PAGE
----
Club Visit, M.O.D Otterburn Training Area - Wednesday 4th May 2016.

On Wednesday 4th May 2016, Morpeth Camera Club members enjoyed a pre-arranged private visit to the Ministry
of Defence Otterburn Ranges. This vast area covers over ninety square miles, is the second largest live firing range
in the country and has been used for military training since 1911. Following registration and security procedures we
were taken on a tour of the Otterburn Camp and then out into the Controlled Access Area. This bleak area of moors,
hills, wooded valleys, streams and farmland provides a realistic environment for training with live weapons, artillery
and helicopters.
Our tour had been arranged in the short live firing break to accommodate lambing time at the tenanted farms with
large flocks of white face Cheviot and Scottish blackface sheep. After several photographic stops to record the rugged
open landscape, we were taken into the danger area to see several old military vehicles that are used as targets
during live fire training. An abandoned Chieftain Tank was well photographed by members and had been one of the
items on our wish list of things to see. A hidden waterfall at Featherwood was our next stop, and here some of the
wildlife that frequents the ranges was also seen with buzzard, merlin and curlew all spotted.
We were then taken to an unexpected yet remarkable feature in the heart of the training area, a set of WW1 practice
trenches. This was a network of frontline, communication and reserve trenches that were dug to make training as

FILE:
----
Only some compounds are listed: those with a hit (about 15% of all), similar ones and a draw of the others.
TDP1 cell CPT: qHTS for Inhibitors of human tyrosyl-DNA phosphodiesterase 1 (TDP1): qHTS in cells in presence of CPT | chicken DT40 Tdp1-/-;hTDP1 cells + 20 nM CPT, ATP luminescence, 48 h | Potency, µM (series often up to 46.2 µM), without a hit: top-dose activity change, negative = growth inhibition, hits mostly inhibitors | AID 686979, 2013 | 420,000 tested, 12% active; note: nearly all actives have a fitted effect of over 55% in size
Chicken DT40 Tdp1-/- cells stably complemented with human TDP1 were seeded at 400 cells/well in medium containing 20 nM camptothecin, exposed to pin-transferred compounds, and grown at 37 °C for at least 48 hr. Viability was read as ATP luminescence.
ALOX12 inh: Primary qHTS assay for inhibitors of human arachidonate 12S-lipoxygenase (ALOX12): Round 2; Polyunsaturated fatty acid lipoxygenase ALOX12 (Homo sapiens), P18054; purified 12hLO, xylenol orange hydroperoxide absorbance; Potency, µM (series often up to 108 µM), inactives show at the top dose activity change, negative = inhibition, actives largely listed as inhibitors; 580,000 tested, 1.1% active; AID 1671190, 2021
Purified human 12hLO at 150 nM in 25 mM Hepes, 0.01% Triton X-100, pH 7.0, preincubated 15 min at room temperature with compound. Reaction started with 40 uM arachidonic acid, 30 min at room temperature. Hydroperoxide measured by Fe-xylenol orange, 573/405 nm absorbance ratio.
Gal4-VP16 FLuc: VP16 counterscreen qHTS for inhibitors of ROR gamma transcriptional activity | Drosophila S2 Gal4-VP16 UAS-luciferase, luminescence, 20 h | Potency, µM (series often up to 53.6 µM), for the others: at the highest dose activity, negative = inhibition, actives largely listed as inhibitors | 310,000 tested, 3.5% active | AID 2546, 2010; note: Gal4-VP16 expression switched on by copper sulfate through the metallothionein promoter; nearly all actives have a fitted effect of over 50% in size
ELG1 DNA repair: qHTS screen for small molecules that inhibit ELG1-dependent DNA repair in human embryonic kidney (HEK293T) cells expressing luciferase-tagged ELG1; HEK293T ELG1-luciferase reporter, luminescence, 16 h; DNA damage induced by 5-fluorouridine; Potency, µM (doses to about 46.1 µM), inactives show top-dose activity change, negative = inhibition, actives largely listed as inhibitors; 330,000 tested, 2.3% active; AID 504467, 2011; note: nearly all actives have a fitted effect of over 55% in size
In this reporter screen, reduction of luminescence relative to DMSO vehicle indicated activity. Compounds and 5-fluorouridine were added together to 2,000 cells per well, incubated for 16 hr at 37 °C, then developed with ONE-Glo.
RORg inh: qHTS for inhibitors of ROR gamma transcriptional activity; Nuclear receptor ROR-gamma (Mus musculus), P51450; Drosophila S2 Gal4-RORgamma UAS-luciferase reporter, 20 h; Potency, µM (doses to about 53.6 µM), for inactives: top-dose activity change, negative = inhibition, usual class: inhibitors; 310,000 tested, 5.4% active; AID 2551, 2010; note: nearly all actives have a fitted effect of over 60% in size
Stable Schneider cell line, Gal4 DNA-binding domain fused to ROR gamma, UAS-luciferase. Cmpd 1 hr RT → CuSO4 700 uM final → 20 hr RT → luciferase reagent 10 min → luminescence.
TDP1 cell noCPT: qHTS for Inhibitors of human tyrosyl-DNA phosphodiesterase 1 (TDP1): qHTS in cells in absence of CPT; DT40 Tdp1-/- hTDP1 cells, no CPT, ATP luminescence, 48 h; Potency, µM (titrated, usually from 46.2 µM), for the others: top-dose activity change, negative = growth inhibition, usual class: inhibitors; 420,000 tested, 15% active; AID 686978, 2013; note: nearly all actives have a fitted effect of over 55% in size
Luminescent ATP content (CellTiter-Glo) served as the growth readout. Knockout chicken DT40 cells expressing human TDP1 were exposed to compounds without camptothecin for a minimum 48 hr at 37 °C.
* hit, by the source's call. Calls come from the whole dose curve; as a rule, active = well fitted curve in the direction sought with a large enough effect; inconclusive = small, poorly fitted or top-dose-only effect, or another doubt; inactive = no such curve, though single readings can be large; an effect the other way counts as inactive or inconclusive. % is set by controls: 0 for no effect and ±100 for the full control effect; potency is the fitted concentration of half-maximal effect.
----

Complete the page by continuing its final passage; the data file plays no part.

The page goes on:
close as possible to the conditions experienced in trench warfare on the Western Front between 1914/18. As the war
changed from open fields men had to learn how to dig trenches and to live,work and fight in them over long periods.
These unique trenches are a scheduled monument and are preserved and protected by the M.O.D.
A fine day on the ranges continued with a stop at another tank used as target practice and this vehicle showed the
scars of several direct hits with tracks blown off and holes in the armour plating which gave a unique close up view
of the damage that could be inflicted. At a different location a moving target railway system was viewed where small
trucks are pulled around on a narrow gauge railway track to offer realistic moving targets of enemy tanks and vehicles.
After several hours our fascinating visit came to an end and we thanked the Officer who had been our guide giving us
an insight into the history and current role of the Army at Otterburn.
Most of the group then headed ten miles west to Bellingham where a late lunch was taken before we enjoyed a wood
land walk through Hareshaw Dene, following the Hareshaw Burn to the spectacular Hareshaw Linn waterfall. A warm
and sunny afternoon saw plenty of images taken with a good volume of water cascading down the falls and rounded
off a very good day of photography.
                                                 Davy Bolam.

     
  Range Relics.                                  Tank Target.                                    Hareshaw Linn.